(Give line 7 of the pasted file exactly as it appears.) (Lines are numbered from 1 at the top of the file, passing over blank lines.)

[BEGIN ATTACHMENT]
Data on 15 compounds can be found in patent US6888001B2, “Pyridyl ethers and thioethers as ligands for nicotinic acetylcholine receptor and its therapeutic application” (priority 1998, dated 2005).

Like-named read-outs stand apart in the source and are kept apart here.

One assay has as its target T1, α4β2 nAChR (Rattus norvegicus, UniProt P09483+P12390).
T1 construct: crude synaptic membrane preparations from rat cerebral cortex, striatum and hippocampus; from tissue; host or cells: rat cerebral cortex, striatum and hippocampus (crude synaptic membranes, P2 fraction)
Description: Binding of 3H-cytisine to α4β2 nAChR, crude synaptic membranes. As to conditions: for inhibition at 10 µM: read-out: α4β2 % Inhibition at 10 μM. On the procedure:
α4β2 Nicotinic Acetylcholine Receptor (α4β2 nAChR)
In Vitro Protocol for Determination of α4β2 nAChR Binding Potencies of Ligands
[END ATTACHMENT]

In Vitro Protocol for Determination of α4β2 nAChR Binding Potencies of Ligands